What We Do
Valleywise Health Foundation, founded in 1995, provides philanthropic support to Valleywise Health programs, education, research, and capital improvement projects that advance patient welfare, improve quality of care, and increase community access to health care. The mission of Valleywise Health is at the heart of all we do - provide exceptional care, without exception, every patient, every time. Every person who walks through our doors, regardless of the neighborhood they call home, receives the same compassionate treatment and expert care.
Formed in 1877, Valleywise Health is a public teaching healthcare system with one of Arizona's largest and longest-running physician training programs. Teaching is in our soul. More than 400 full-time physician residents train here each year, receiving an exceptional clinical training experience with opportunities not readily available elsewhere, such as burn, trauma and behavioral health. Valleywise Health also hosts approximately 875 medical students, more than 260 rotating medical residents, and nearly 2,000 nursing and allied health students, building the workforce pipeline for all of the Valleyâ€™s health systems.
T.W. Lewis Foundation Support
In 2023, T.W. Lewis Foundation provided a three year grant agreement to support the growing number of people in our community who need mental health counseling. Over the next three years, Valleywise Health will hire two new integrated behavior specialists each year at clinics across the Valley with the most need.
Sadly, Arizona has some of the highest rates of mental illness, substance abuse, suicide and opioid overdoses in the country. Additionally, Arizona has some of the lowest rates of investment in public education and highest rates of incarceration in the country. The 2022 State of Mental Health in America - Ranking the States, published by Mental Health America, ranked Arizona 32nd in the nation for the state's high prevalence of mental illness and 46th for limited access to mental healthcare. Mental Health American also noted that Arizona's youth were more mentally ill and underserved than adults: the state ranked 35th for mental healthcare for adults, while being ranked 49th for mental healthcare for young people. States with fewer than 17 child psychiatrists per 100,000 children are considered to have a severe shortage. Data from the American Academy of Child & Adolescent Psychiatry shows that Arizona has 11 child psychiatrists per 100,000 children. Nationwide the statistics are no less disturbing.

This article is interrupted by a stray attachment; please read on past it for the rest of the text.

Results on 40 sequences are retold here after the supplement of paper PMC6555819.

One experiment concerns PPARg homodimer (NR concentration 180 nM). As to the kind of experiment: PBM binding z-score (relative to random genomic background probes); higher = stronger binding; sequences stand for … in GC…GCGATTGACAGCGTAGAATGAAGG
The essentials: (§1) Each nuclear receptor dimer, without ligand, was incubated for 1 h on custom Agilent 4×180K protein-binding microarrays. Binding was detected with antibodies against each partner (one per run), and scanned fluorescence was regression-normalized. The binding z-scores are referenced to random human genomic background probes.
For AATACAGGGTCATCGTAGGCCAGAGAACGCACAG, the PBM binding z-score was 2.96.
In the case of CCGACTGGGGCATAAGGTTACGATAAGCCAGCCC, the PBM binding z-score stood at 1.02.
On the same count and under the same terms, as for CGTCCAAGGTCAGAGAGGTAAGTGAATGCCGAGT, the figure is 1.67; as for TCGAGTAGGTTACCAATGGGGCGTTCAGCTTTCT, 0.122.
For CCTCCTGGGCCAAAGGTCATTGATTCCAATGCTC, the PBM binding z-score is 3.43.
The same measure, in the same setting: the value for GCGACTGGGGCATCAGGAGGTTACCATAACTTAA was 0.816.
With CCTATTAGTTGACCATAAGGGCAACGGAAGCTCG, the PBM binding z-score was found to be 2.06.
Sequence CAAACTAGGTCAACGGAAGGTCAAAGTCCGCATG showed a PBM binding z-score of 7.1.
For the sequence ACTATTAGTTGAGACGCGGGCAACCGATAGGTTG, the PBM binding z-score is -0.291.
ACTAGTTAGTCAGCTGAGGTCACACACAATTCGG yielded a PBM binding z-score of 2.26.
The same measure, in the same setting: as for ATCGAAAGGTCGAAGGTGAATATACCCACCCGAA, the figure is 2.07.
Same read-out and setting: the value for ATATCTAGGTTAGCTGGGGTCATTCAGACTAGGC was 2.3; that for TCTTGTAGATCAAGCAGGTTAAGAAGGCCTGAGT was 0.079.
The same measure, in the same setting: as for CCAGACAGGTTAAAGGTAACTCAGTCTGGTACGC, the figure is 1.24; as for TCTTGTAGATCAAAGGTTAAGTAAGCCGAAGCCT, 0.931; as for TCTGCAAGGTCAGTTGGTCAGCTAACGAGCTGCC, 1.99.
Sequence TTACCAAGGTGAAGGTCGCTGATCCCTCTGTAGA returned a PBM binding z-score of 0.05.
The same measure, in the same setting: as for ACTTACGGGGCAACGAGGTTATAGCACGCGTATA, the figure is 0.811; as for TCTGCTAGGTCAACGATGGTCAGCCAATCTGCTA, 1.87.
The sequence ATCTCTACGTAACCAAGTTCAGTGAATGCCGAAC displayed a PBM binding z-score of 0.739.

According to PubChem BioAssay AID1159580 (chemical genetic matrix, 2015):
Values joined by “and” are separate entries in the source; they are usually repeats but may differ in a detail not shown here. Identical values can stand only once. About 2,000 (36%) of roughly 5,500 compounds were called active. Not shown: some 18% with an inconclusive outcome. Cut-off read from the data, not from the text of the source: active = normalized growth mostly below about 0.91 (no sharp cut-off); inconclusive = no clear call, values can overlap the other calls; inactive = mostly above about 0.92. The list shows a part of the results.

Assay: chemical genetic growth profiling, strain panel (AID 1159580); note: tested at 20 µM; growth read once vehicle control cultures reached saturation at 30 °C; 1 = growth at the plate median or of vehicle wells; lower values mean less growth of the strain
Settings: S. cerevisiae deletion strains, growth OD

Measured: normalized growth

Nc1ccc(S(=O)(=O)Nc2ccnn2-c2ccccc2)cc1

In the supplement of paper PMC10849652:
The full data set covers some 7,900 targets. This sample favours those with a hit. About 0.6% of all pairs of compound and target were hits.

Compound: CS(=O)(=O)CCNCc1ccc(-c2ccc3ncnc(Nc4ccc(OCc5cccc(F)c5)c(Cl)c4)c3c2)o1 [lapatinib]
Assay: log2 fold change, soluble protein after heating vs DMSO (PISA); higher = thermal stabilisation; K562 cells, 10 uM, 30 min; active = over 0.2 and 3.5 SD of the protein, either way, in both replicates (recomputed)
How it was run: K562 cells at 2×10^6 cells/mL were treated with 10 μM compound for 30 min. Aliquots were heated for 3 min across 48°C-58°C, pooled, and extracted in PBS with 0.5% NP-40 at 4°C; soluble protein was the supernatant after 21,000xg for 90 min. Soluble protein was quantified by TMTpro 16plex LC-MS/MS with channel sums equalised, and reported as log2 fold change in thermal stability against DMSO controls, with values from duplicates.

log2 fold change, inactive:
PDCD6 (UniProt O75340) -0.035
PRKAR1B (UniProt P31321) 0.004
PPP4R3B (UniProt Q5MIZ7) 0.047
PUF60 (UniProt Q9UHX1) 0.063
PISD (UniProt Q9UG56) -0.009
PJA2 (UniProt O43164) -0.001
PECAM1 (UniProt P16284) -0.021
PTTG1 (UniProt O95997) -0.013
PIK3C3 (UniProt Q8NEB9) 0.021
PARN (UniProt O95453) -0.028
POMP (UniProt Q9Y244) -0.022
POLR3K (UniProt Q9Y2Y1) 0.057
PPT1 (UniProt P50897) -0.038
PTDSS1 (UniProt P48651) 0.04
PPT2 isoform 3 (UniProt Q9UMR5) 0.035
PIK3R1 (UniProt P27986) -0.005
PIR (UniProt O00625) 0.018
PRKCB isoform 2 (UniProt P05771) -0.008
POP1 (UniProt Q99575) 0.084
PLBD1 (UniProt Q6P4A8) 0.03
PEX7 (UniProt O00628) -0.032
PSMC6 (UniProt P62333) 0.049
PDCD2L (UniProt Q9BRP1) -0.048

Nationwide, there are approximately 10,500 practicing child and adolescent psychiatrists in the United States with the average age of those physicians at 52 years old.
Half of all mental health disorders show first signs before a person turns 14 years old, and 75% of mental health disorders begin before age 24.
In 2020, 1 in 6 young people experienced a major depressive episode and suicide was the 2nd leading cause of death for people ages 10-24.
Only half of children and adolescents with diagnosable mental health problems receive the treatment they need.